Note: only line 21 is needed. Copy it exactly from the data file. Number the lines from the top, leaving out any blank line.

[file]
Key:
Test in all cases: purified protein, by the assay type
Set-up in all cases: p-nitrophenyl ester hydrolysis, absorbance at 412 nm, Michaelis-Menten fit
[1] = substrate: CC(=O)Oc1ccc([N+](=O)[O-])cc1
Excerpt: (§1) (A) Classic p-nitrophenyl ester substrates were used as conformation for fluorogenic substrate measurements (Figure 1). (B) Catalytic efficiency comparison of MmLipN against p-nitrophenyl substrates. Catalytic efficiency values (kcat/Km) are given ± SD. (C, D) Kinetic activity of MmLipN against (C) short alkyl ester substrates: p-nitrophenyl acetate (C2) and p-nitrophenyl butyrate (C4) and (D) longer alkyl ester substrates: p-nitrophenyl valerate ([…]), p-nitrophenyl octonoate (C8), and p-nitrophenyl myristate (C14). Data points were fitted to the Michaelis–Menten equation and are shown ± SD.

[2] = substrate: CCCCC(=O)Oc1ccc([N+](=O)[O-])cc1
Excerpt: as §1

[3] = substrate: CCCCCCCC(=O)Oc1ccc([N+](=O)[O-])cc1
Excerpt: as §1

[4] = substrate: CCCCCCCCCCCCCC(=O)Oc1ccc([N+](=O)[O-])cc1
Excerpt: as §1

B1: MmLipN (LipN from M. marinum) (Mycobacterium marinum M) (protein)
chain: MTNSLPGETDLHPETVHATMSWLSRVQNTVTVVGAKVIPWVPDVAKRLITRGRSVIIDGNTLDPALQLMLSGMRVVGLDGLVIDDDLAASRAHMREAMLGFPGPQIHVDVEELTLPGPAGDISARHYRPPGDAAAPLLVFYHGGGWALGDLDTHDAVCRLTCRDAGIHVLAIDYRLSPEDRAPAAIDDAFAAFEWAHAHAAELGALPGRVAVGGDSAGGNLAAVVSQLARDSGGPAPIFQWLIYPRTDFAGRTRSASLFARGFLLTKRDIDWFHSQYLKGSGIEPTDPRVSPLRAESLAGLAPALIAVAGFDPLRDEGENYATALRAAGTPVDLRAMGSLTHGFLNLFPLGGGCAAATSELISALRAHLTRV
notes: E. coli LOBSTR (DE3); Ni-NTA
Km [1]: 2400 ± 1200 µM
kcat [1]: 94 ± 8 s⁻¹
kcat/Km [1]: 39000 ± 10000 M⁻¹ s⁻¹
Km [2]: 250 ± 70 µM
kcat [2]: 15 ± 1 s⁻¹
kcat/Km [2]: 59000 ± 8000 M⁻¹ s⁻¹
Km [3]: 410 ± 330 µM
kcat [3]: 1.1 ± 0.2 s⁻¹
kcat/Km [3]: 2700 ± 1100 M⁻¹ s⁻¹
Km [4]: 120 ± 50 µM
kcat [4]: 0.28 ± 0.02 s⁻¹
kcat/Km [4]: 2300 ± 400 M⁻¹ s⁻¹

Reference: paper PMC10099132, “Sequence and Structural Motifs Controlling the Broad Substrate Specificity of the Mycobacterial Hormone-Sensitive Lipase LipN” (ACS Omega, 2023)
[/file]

Km [3]: 410 ± 330 µM